On the back side of the west berm the Lamium (aka Dead Nettle) is loving life. 

If you're looking for an amazing ground cover for a shady area, this is it.

I don't spend all my time in the cottage garden. Sometimes, like this morning, you'll find me in the kitchen. Dennis usually makes his own breakfast because he likes to eat earlier than I do, and also he likes to eat the same thing every morning. I prefer to mix things up a bit. This morning I made myself a breakfast taco. 

A scrambled egg with chopped red pepper, minced garlic and chopped onion on a heated corn tortilla. Garnished with a few mixed greens and avocado, and topped with salsa and a dollop of plain yogurt. Not bad. I might have to make another one for breakfast tomorrow.

Hope you're having a great week wherever you are. 

Saturday, June 17, 2017

Living Large In Small Spaces - In Memory of Lin

This isn't the post I intended to write today. I had a little home all picked out -- photos loaded, text in process. I went to bed last night planning to get up early and complete this week's edition of Living Large In Small Spaces. 

But plans change.

An email from my dear friend Anita of Castle, Crowns and Cottages arrived today at 4:30 AM -- "Sad News" in the subject line. I'm thankful Anita braced me with those words for what was to come: our mutual friend Lin of a {tiny} cottage in the woods passed away on Wednesday. Cancer. (Oh, how I hate that word.) She was diagnosed a couple of years ago, went through treatment, and it looked like she had beat it. I remember when she discontinued blogging in 2016, writing that after having dealt with cancer she wanted to spend less time at the computer and more time living life. She opened an Instagram account to keep in touch. There she posted beautiful photos of her life in the mountains of Colorado. 

Lin was a kind, thoughtful soul who lived a gentle, creative, inspired life in a tiny home her husband and she built with their own hands. I was privileged to have her as a guest on Living Large In Small Spaces. In fact, Lin's home was the second feature in the series. She wrote a perfect piece about her home and life. 

I think it's fitting to honor her memory today by sharing her original post once again. My prayers are with her husband and family as they grieve the loss of this remarkable woman.


A {Tiny} Cottage In The Woods

It's my pleasure to welcome Lin of A {Tiny} Cottage In The Woods to A Joyful Cottage. 

I was introduced to Lin when she left a comment on one of my posts, and I've been reading her blog ever since. The creative, gracious life she and her husband live in their Colorado cottage epitomizes what it means to live large in a small space.  I know you'll enjoy what Lin shares with us today.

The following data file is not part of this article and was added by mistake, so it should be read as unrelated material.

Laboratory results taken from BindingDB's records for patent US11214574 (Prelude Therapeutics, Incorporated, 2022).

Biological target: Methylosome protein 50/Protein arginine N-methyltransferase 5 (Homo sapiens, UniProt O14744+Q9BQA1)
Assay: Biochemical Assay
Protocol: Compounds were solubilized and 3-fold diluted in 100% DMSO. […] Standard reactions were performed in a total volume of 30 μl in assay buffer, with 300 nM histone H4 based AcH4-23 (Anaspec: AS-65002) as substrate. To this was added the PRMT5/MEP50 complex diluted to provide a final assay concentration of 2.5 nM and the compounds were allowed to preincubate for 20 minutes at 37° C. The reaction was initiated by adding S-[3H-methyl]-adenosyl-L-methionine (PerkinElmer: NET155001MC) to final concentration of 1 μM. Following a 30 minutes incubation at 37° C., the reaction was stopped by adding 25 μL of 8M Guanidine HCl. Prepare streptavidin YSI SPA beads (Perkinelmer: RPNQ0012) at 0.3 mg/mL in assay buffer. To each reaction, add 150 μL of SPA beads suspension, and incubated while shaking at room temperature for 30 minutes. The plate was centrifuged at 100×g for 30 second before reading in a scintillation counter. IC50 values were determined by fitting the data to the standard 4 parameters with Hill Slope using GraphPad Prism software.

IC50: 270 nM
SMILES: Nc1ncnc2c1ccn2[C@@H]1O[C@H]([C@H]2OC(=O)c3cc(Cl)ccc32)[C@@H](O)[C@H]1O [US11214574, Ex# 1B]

When Nancy invited me to write a guest post for her series, "Living Large in Small Spaces", I decided to not only share a little about the house and our building experience, but to also answer the question ~ what is it really like living in such a small home?

The Life We Imagined

In designing and building our 375-square-foot cottage, we had the opportunity to redefine The American Dream. Our dream was to live in a comfortable home without a mortgage. To live without credit cards or debt of any kind. We wanted to live surrounded by nature enjoying the days and seasons, and we wanted to live a healthier lifestyle, to be more self-sufficient, and to live life at a slower pace ~ enjoying each day to the fullest.

Building Our Dream 

We both had worked in software development and didn't have any construction design/building experience, but when the opportunity presented itself, we decided to take a leap of faith and just go for it. Building a house is like learning how to do anything else ~ it's just one sequential step after another. The first step was to draw up the plans, get the necessary soils, foundation, and truss reports, and obtain a building permit. Then it was research, research, research, purchase and load the supplies for the current task into the pickup, build, pass the inspection, and repeat until done.

~ building the house ~

The entire house would fit into the same square footage as our former McMansion master bedroom/bath. We built with many green options including an off-the-grid solar/wind electrical system, and it all fits within a small footprint on the side of a mountain, keeping the land that surrounds us wild and untouched.